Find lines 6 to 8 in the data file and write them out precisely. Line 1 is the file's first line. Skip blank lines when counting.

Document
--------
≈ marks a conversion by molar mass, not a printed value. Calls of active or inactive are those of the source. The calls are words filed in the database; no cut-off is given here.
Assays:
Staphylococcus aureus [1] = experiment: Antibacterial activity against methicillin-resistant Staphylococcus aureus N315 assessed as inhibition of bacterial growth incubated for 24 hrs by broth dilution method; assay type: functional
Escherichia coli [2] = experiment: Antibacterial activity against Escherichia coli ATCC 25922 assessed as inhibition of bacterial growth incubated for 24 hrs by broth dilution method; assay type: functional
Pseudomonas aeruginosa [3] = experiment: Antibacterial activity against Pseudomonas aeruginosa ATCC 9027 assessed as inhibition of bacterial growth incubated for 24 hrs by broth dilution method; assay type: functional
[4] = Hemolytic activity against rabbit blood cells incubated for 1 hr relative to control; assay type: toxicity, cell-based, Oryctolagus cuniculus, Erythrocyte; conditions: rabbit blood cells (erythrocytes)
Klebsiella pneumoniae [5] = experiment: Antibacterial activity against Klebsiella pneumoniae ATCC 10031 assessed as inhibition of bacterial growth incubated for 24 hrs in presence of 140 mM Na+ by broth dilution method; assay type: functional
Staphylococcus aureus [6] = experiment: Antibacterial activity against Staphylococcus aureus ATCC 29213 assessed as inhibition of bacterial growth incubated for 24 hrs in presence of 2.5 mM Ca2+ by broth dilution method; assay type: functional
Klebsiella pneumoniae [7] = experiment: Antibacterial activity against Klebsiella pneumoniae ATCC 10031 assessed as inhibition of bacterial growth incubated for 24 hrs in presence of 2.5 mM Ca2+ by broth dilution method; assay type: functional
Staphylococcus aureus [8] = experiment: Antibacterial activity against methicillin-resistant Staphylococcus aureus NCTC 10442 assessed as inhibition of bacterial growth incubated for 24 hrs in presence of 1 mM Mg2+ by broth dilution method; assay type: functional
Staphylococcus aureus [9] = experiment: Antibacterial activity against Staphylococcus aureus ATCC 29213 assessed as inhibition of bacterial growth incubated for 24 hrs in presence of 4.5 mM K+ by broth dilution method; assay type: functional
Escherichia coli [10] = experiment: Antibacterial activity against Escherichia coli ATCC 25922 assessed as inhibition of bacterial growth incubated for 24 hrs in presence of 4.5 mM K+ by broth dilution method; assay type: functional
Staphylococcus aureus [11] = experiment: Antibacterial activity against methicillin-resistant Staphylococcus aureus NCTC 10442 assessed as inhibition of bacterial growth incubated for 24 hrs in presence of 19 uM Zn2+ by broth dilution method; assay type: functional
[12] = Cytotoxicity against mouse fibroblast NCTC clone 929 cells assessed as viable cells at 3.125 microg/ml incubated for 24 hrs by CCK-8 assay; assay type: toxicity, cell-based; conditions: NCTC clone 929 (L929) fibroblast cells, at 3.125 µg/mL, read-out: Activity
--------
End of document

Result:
[4] = Hemolytic activity against rabbit blood cells incubated for 1 hr relative to control; assay type: toxicity, cell-based, Oryctolagus cuniculus, Erythrocyte; conditions: rabbit blood cells (erythrocytes)
Klebsiella pneumoniae [5] = experiment: Antibacterial activity against Klebsiella pneumoniae ATCC 10031 assessed as inhibition of bacterial growth incubated for 24 hrs in presence of 140 mM Na+ by broth dilution method; assay type: functional
Staphylococcus aureus [6] = experiment: Antibacterial activity against Staphylococcus aureus ATCC 29213 assessed as inhibition of bacterial growth incubated for 24 hrs in presence of 2.5 mM Ca2+ by broth dilution method; assay type: functional